Haiti’s gang violence has no shortage of victims: Women and girls who are raped, men and boys recruited into a life of crime, Christian missionaries taken hostage, in fact, an entire nation is under siege.
And what little government there is in the country has been unable protect its citizens from the chaos.
Now, gangs are targeting a new group of vulnerable people: 62 disabled children living in an orphanage called HaitiChildren, outside Port-au-Prince. This time, there are ways to protect these most helpless young ones. But Prime Minister Ariel Henry has yet to take charge of finding the best approach.
He’s been silent. He needs to step up and speak up, especially since he is a medical doctor.
Two years after the assassination of President Jovenel Moïse, the violence in Haiti, by all accounts, grows worse daily.
On Tuesday, President Joe Biden called on the U.N. Security Council to quickly pass a resolution that will authorize a multilateral force to deploy to Haiti as it battles armed gangs controlling much of its capital, Port-au-Prince, warning that time is running out to act.
There is also an urgency to addressing how best to protect the disabled kids in an orphanage. They matter, too.
Offer from Jamaica
A Sept. 10 article by Miami Herald Caribbean Correspondent Jacqueline Charles detailing the children’s plight has resonated in Miami and beyond.
The central question is how to rescue the children, whom the Haitian gang leaders have as much said should be killed because they are “defective”?
There was some good news. A charity run by a renowned Catholic priest in Jamaica had announced in June it would care for them until things improve in Haiti. The children just had to be flown ti their temporary home.
As of today, the fate of the targeted children continues to hang in the balance.
Unfortunately, Haiti has never been a place of easy or quick answers.
In this case, however, speed is of the essence. The effort to transfer the disabled Haitian children to safety in Jamaica after three died because gangs kept them from reaching medical care, appears to be off the table, according to the head of Haiti’s child welfare agency. She reprimanded the orphanage for not reporting the recent deaths.
Arielle Jeanty Villedrouin, the director of Haiti’s Institute of Social Welfare and Research, says that temporarily relocating the children to Jamaica would set a bad precedent.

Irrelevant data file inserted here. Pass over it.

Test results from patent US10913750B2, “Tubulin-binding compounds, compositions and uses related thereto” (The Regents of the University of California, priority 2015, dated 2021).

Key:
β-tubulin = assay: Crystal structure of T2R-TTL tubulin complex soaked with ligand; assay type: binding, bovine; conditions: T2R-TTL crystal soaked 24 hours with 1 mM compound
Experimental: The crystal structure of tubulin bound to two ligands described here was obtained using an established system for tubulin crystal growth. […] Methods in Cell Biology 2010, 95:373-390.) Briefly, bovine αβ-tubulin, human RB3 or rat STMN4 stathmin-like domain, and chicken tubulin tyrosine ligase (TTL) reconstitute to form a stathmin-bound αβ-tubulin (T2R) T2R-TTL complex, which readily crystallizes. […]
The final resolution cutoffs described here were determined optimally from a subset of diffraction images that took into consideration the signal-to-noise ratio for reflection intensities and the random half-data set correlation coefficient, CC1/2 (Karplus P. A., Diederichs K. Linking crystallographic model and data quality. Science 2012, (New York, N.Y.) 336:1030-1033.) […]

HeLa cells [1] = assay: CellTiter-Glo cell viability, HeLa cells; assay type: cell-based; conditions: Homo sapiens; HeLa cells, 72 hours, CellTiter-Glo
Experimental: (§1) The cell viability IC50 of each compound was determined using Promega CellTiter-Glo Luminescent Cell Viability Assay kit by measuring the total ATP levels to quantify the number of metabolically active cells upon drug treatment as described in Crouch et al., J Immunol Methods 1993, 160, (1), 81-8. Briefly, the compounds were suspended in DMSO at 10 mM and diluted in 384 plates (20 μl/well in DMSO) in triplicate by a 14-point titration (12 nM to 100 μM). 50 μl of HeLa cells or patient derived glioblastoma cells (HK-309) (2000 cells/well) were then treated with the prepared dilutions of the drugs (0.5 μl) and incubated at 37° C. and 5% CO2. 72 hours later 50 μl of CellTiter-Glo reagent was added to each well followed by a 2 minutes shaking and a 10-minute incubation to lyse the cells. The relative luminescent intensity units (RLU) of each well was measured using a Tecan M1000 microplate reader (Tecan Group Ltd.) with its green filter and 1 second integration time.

In a note to the Miami Herald, Villedrouin said: “It is up to the Haitian state to determine the best approach to respond to this complex situation, taking into account the protection of children and respect for national and international laws.”
OK, Haiti wants an internal solution to this orphanage problem. Fine, find one, instead of putting up roadblocks.
Three have died
Because of gang harassment, three children in the orphanage died last month as they were being rushed to a hospital to see a specialist about their uncontrollable seizures. Gang members blocked the road and forced the vehicle to turn back.
The Herald’s Charles told the Editorial Board she has asked Villedrouin, in a country lacking healthcare and specialists, where these especially vulnerable children should be taken or hidden. And what happens when the gangs occupy that territory, as they have done area by area?
Here’s another question: Where is Prime Minister Ariel Henry on this dire situation? Henry not only is Haiti’s current caretaker leader, he is also, of all things, one of Haiti’s top physicians and neurologists.
He is the very specialist these disabled children need to see in many cases.
As a doctor, Henry is acutely aware of what it means to have children so severely disabled sheltered in a caring, safe and nurturing environment.
Yet, there are no signs that Henry, who was advised of the children’s situation in June, is addressing it.
By acquiescing to the head of his child welfare agency, no matter how well-intentioned, Henry is derelict.
Recently, heavily armed warring gangs have set up near the orphanage and cut off the safe passage, kidnapped staff and invaded the facility, threatening to put the kids “out of their misery,” according to co-founder Susie Krabacher, an American who lives in Colorado. Such chilling words.
Haiti is a country on fire. Finding a solution for the lives of 62 disabled kids can easily fall under the radar, but that should not be the case.
How a nation cares for its most vulnerable has always been the most telling of its core values.
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